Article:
Filipino writers urged literature students to be the “voice of the voiceless” through persona poems, or works that have dramatic characters as speakers, in a creative writing seminar at the Thomas Aquinas Research Center Auditorium on Dec. 4.
“Lumayo tayo roon sa ideyang ang mga personal na experiences lang natin ang kaya nating isulat. [Sumulat] din tayo ng mga karanasan ng mga taong walang boses sa lipunan,” said poet Allan Popa.
Popa, who teaches creative writing at Ateneo de Manila, said poets could help “liberate” the marginalized and oppressed people.
“Ang tendency na kapag poverty, ang gusto mo na lang maramdaman ay napakatinding kalungkutan. Ang approach kasi dapat ay gusto natin silang palayain sa kanilang kalagayan at maging malay sa kung ano ang nagkukulong sa kanila sa ganitong kalagayan,” he said.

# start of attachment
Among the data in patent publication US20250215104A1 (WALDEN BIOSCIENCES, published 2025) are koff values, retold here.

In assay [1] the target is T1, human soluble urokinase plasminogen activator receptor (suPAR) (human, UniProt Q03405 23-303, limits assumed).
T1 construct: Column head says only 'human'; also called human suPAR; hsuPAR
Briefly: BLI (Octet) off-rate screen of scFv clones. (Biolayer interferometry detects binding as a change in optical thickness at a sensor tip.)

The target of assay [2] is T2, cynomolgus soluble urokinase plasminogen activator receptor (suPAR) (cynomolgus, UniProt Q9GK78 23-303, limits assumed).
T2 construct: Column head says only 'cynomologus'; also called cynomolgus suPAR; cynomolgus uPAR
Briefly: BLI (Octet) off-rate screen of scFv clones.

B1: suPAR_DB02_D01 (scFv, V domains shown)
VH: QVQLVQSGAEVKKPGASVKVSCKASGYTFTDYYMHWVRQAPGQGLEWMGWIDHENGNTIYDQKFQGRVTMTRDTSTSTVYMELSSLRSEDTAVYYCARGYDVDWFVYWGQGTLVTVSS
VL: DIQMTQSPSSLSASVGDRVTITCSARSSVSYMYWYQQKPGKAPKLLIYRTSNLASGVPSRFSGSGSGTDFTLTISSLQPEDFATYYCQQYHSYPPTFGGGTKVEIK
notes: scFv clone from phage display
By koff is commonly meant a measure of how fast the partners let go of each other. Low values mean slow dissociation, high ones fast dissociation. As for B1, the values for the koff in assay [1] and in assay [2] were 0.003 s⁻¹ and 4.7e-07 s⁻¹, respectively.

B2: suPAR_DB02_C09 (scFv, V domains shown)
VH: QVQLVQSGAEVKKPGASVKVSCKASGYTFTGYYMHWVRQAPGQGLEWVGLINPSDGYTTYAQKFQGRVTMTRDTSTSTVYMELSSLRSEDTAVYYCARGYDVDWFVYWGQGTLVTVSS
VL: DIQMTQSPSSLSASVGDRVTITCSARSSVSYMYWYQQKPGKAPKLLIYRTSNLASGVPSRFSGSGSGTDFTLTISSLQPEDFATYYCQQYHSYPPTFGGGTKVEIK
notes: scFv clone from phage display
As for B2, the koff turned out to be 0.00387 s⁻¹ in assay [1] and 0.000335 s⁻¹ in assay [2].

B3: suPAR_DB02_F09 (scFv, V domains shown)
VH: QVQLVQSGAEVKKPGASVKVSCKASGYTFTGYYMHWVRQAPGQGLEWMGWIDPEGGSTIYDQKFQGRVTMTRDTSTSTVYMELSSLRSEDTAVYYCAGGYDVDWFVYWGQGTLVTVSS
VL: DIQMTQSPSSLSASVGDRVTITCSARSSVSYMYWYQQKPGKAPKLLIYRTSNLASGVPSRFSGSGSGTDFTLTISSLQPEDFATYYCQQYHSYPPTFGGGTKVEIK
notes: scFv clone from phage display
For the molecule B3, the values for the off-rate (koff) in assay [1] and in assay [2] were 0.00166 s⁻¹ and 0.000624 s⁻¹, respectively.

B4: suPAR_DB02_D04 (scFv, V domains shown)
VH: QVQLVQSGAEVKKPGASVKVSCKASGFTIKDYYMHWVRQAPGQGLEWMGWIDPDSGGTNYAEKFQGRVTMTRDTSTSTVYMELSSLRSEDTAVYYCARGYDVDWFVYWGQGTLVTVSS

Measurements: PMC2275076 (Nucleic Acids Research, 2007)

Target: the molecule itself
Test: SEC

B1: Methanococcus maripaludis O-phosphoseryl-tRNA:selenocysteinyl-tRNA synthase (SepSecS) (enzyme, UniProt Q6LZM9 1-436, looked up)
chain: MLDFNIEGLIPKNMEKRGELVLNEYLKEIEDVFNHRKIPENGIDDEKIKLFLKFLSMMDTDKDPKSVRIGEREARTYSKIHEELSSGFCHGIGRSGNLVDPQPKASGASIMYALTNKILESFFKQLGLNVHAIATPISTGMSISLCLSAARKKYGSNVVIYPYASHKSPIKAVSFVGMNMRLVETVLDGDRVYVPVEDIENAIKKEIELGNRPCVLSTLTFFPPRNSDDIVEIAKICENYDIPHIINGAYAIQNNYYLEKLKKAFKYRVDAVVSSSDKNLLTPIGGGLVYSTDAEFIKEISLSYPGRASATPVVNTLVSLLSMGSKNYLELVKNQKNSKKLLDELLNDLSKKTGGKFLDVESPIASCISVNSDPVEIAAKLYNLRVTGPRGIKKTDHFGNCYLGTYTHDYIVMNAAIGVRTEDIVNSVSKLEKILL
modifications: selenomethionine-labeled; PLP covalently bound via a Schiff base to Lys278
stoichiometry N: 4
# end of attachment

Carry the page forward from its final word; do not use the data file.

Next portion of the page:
Mark Cayanan, who also teaches at the Ateneo, said persona poems allow readers to know more about social issues through characters that narrate different human experiences.
“Discover other stories. Maraming details sa tula na [maaaring] tumukoy sa iba’t ibang issues. By giving more details to social realities, we are creating a kind of exposure from a more contemporary context,” he said.
The event, titled “Pluma,” was the first installment of the UST Literary Society’s seminars on creative writing.